Deep learning’s success is due to its capacity to tackle some enormous non-convex optimization problems with relative simplicity. Even though non-convex optimization is NP-hard, simple algorithms and generic versions of stochastic gradient descent perform surprisingly well in fitting massive neural networks in reality. After accounting for all conceivable permutation symmetries of hidden units, they conclude that neural network loss landscapes contain (almost) a single basin. They provide three strategies for permuting the branches of one model to align them with the units of a reference model. This transformation yields a collection of comparable weights in an approximately convex basin near the reference model.
They study the irrational efficacy of stochastic gradient descent (SGD) algorithms on deep learning’s high-dimensional non-convex optimization problems. Three questions mainly drive them:
1. Why does SGD flourish in high-dimensional non-convex deep learning loss landscape optimization while being substantially less resilient in other non-convex optimization situations such as policy learning, trajectory optimization, and recommender systems?
2. Where can we get all of the local minima? Why does the loss drop gradually and monotonically while linearly interpolating between initialization and final trained weights?
3. How do two independently trained models with different random initializations and data batch ordering always provide similar results? Why do their training loss curves resemble one another?
This third aspect, they believe, implies the presence of some as-yet-undiscovered invariance(s) in the training dynamics, such that successive training runs exhibit almost identical features. Researchers uncovered hidden unit permutation symmetries in neural networks. In a nutshell, one may swap any two units of a hidden layer in a network, and the network will continue to function normally if the weights are changed accordingly. Researchers recently proposed that these permutation symmetries will allow us to link locations in weight space linearly and without loss.
The hypothesis is that most SGD solutions belong to a set whose components may be permuted, so linear interpolation between any two permuted elements is not hindered. Such solutions are referred to as linear mode connected (LMC). In this study, they try to figure out what invariances are causing these three occurrences and the phenomenal success of SGD in deep learning. If correct, the hypothesis can significantly broaden their knowledge of how SGD works in the context of deep understanding and provide a reasonable explanation for these three phenomena in particular.
The following are their contributions:
1. Methods of matching They offer three unique methods based on notions and techniques from combinatorial optimization to align the weights of two independently trained models. They show complex findings for these problems and provide approximation techniques where suitable. On current technology, their quickest approach recognizes permutations in seconds.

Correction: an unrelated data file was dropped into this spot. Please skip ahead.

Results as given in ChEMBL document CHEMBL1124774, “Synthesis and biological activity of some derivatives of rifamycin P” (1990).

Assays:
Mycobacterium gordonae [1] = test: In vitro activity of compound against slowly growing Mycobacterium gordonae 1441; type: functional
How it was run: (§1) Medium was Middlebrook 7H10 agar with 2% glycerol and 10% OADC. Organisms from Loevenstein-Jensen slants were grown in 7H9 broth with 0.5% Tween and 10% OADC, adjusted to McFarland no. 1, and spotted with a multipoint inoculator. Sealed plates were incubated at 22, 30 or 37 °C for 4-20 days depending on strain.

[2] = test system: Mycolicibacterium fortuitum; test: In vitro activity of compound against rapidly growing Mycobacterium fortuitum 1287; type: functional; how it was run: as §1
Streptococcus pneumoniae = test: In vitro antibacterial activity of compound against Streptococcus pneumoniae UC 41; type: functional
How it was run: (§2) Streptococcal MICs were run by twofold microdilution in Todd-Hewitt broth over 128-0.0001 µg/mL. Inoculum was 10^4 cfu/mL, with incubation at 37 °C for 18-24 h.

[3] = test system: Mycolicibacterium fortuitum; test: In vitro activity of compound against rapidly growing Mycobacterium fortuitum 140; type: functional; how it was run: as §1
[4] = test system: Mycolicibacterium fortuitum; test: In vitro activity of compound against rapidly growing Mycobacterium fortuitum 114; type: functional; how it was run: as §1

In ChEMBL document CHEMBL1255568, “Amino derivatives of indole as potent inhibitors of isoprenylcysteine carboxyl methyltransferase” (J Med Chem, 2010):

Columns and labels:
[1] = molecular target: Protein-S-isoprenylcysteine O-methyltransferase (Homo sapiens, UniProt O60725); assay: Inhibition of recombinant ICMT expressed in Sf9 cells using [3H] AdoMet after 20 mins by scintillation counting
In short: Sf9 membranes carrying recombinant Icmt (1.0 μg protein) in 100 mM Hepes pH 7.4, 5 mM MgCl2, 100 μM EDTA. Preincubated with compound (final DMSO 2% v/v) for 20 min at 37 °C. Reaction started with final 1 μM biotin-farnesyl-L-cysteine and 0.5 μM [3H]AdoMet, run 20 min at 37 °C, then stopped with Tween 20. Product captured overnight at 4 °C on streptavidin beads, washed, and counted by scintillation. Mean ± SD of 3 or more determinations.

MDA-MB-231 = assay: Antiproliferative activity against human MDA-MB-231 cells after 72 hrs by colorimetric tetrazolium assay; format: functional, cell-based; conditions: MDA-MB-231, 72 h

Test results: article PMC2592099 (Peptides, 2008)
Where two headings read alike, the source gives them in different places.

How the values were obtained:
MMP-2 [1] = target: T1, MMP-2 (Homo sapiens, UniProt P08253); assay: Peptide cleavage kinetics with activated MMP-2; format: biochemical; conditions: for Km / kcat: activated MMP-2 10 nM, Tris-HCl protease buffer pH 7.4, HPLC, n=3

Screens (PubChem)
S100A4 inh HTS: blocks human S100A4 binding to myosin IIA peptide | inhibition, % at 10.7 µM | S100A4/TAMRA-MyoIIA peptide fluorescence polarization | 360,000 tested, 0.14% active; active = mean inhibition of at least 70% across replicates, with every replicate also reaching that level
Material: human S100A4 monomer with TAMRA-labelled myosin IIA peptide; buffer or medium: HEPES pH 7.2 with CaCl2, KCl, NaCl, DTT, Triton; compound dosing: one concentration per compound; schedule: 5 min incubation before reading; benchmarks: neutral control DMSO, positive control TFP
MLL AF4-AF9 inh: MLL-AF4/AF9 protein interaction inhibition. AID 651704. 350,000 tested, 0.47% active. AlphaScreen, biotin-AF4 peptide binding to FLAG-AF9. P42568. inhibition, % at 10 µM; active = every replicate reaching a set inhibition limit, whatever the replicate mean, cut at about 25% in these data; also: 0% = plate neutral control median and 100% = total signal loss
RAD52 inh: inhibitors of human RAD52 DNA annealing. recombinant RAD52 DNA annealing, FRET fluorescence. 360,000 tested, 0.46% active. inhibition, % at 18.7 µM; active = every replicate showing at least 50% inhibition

2. Relationship with the SGD They show, using a counterexample, that linear mode connectivity is an emergent aspect of SGD training rather than model topologies. They relate this finding to previous research on SGD’s implicit biases.
3. Experiments with realistic ResNets, including zero-barrier LMC. Studies using MLPs, CNNs, and ResNets trained on MNIST, CIFAR-10, and CIFAR-100.
They show the single basin phenomena experimentally across a wide range of model architectures and datasets, including the first (to their knowledge) demonstration of zero-barrier linear mode connection across independently trained ResNet models on CIFAR-10 and CIFAR-100.
In addition, they discover fascinating relationships between model breadth, training duration, and mode connectivity across a wide range of models and datasets. Finally, they explore the limitations of a single basin theory and a counterexample to the linear mode connection hypothesis. They present the first-ever demonstration of zero-barrier LMC on non-trivial datasets between two independently trained ResNet models. They investigate the link between LMC, model width, and training time. Finally, they demonstrate their approaches’ ability to integrate models trained on separate datasets into a merged model that outperforms both input models while using no more computation or memory than either.
Ainsworth, S. K., Hayase, J., & Srinivasa, S. (2022). Git Re-Basin: Merging Models modulo Permutation Symmetries. arXiv. https://doi.org/10.48550/arXiv.2209.04836
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Aneesh Tickoo is a consulting intern at MarktechPost. He is currently pursuing his undergraduate degree in Data Science and Artificial Intelligence from the Indian Institute of Technology(IIT), Bhilai. He spends most of his time working on projects aimed at harnessing the power of machine learning. His research interest is image processing and is passionate about building solutions around it. He loves to connect with people and collaborate on interesting projects.